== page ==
Musical Group Interaction (MGI) has been found to promote prosocial tendencies, including empathy, across various populations. However, experimental study is lacking in respect of effects of everyday forms of musical engagement on prosocial tendencies, as well as whether key aspects—such as physical co-presence of MGI participants—are necessary to enhance prosocial tendencies. We developed an experimental procedure in order to study online engagement with collaborative playlists and to investigate socio-cognitive components of prosocial tendencies expected to increase as a consequence of engagement. (...) We aimed to determine whether mereperceivedpresence of a partner during playlist-making could elicit observable correlates of social processing implicated in both MGI and prosocial behaviors more generally and identify the potential roles of demographic, musical, and inter-individual differences. Preliminary results suggest that for younger individuals, some of the social processes involved in joint music-making and implicated in empathic processes are likely to be elicited even by an assumption of virtual co-presence. In addition, individual differences in styles of listening behavior may mediate the effects of mere perceived partner presence on recognition memory. (shrink)
Pragmatic sociology is often read as a reaction to and an alternative to Bourdieu’s ‘critical sociology’. This article, in contrast, offers an assessment of pragmatic sociology in terms of its contribution to the theory of culture in general and its affinities with repertoire theory in particular. Whereas the tendency has been to conceive of repertoires as largely unstructured entities, pragmatic sociology has demonstrated a systematic interest in their internal contents and structure, which it has even expanded through its more recent (...) turn to historical and macro comparative analysis. In the process, however, pragmatic sociology has also been leaning towards a form of cultural sociology that actually challenges some major aspects of repertoire theory–thus also bringing into relief the dilemmas facing any attempt at further elaboration of what is now a growing strand of cultural theory. (shrink)
For many journalists, politicians and political scientists ministerial cabinets in Belgium equal political power. Moreover they argue that this power is, if not illegitimate, at least problematic, and so ministerial cabinets have become one of the most criticised institutions in the Belgian political system. Yet, the lack of empirical data on this controversial topic is striking, certainly when compared to the vast academic attention given to other political agents. There is an urgent need for empirical substance to the debate. This (...) incited us to set up an extensive political-sociological study on the Belgian and Flemish ministerial cabinets.In this article we present the first stage of our study: a classic insight in the composition of ministerial cabinets and - to a lesser extent - in the work environment offered by ministerial cabinets of the former government. A first descriptive analysis seems to underpin the commonly held idea of cabinets as networking, loyal, and flexible brain trusts. (shrink)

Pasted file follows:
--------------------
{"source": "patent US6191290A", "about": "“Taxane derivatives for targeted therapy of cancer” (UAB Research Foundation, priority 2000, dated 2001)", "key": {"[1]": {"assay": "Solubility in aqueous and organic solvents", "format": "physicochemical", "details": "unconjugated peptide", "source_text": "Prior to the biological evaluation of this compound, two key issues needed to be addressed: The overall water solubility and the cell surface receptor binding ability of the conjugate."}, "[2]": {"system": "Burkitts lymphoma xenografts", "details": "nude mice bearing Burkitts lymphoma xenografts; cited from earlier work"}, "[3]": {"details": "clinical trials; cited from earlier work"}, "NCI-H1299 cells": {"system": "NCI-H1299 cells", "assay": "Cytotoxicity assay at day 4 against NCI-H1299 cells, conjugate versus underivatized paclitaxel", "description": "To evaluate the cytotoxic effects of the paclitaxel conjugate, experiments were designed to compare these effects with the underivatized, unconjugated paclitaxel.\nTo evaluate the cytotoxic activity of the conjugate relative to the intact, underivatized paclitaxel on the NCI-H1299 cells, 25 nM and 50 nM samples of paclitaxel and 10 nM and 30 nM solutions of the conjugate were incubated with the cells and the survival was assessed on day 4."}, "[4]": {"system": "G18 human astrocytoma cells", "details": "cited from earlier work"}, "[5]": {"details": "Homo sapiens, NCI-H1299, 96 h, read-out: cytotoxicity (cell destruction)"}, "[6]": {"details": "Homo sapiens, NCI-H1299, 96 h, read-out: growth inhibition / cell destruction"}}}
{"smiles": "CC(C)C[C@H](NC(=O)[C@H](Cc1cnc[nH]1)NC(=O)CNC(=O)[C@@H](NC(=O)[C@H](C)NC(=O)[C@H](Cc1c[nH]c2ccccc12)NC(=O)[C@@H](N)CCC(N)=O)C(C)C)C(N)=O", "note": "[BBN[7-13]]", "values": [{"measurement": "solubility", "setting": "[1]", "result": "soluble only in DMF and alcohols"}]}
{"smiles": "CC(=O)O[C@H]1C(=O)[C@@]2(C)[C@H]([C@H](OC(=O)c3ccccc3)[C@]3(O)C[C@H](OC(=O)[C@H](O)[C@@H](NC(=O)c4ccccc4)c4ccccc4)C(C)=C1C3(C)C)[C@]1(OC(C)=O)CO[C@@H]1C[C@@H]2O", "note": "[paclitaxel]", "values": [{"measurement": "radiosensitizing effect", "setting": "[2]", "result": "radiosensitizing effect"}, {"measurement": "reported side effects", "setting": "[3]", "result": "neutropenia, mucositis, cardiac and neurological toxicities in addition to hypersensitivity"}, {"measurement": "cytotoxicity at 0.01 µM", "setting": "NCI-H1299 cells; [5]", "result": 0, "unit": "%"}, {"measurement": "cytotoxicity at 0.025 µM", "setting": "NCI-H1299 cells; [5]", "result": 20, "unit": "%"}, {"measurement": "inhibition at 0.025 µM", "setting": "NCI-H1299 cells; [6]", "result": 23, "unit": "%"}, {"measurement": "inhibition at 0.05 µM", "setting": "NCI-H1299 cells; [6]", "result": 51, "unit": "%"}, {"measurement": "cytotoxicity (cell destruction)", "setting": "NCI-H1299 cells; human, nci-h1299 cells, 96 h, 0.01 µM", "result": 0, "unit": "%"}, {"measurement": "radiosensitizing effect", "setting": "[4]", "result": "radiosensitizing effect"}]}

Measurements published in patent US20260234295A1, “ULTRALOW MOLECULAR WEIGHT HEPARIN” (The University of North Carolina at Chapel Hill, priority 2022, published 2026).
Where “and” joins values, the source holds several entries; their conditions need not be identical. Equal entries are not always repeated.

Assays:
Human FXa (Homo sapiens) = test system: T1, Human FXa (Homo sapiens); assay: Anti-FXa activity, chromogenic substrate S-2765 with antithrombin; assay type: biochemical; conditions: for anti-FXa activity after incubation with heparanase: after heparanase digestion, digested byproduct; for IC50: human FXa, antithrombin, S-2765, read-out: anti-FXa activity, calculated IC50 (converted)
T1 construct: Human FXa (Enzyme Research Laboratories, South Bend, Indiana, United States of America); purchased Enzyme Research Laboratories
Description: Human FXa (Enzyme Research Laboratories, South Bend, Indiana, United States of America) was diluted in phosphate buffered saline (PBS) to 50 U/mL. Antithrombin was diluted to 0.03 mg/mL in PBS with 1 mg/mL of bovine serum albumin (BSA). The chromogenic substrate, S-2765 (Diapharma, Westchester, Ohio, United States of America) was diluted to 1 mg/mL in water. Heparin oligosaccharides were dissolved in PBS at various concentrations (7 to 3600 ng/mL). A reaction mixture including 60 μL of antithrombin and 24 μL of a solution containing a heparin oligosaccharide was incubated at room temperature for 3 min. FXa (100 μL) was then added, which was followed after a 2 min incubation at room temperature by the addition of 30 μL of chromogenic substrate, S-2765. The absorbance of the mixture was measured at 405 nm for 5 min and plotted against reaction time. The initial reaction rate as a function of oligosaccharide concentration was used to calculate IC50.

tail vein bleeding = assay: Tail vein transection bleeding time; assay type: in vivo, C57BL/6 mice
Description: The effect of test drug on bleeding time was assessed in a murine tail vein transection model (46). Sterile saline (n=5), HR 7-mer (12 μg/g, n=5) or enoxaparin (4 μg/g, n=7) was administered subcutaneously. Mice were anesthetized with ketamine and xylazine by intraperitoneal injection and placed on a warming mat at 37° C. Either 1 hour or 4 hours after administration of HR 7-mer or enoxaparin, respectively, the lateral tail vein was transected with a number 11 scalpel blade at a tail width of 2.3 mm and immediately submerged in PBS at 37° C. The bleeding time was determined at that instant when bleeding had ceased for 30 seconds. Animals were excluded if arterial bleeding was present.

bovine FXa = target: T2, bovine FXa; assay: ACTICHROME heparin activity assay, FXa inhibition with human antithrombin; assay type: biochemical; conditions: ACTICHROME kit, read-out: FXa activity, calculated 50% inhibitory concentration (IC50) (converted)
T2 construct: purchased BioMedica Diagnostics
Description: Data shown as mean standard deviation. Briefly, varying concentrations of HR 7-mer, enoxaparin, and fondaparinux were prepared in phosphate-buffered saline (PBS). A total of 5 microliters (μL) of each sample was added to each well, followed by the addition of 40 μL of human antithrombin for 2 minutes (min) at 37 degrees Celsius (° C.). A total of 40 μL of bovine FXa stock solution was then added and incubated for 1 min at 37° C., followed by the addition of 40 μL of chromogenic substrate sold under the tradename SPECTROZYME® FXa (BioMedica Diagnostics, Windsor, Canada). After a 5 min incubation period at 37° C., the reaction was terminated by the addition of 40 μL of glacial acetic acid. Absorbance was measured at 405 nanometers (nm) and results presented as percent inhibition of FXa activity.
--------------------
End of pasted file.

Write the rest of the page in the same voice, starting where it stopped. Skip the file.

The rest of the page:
Following Levinas’ articulation that “truth is accessible only to the mind capable of experiencing an exile away from its preconceptions and prejudices,” Exile and Otherness posits that Shinran, the founder True Pure Land Buddhism, and Maimonides, a Jewish philosopher and Torah scholar, exhibit sensitivity to the neglected and suffering others.
This is a review of a collection of six essays. These essays, with the exception of one, are written by the followers of Shin Buddhism. The last essay in this collection is written from the perspective of Theravada Buddhism rather than Mahayana Buddhism. This collection is a result of the initiative by Rev. Yoshiharu Tomatsu who, as a Buddhist priest, has acquired hands-on experience in dealing with grieving Temple members and became acutely aware of the discrepancy between a medical system (...) and a ritualistic Buddhist system. While a medical system overlooks the spiritual needs of the dying, a Buddhist temple system neglects the spiritual needs of the living. This book ensued from a project that was initiated in 2006 and focused on the above-mentioned missing links, aiming to bring into conversation medical and religious practitioners. (shrink)